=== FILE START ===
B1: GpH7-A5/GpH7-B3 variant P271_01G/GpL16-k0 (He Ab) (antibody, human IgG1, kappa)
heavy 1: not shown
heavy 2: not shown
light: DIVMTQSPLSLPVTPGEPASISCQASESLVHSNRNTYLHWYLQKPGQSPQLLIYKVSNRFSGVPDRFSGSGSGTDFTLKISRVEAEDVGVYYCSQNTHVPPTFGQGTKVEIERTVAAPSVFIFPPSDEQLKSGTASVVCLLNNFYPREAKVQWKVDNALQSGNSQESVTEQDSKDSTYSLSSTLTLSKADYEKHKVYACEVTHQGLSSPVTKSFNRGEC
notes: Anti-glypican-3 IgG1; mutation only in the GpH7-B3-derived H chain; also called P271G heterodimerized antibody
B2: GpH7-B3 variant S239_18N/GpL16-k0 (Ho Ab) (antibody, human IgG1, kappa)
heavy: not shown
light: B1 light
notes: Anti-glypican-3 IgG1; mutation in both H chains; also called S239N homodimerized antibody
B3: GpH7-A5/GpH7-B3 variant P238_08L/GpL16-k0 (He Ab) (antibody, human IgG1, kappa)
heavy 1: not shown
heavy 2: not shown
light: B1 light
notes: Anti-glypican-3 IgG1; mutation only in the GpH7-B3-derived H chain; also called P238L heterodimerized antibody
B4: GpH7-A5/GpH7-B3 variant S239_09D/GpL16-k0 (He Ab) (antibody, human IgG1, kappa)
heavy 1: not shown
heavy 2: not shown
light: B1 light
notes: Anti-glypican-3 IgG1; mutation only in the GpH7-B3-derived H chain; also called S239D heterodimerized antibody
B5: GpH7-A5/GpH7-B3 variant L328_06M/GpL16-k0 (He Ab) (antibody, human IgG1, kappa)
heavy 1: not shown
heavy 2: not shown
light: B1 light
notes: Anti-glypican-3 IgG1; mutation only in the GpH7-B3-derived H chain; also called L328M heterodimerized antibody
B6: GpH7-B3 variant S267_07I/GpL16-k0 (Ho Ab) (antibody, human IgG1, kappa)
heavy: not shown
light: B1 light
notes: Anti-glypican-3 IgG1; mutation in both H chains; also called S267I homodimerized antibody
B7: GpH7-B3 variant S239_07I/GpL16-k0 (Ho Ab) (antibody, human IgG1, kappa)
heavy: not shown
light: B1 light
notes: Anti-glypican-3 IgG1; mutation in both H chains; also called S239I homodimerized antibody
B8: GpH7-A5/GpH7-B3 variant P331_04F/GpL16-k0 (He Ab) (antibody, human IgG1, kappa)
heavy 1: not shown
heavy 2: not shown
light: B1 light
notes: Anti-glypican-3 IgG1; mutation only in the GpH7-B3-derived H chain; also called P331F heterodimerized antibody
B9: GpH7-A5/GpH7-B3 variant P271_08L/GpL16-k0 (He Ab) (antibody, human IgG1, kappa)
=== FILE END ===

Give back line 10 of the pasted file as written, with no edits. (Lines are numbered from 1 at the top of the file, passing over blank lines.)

B3: GpH7-A5/GpH7-B3 variant P238_08L/GpL16-k0 (He Ab) (antibody, human IgG1, kappa)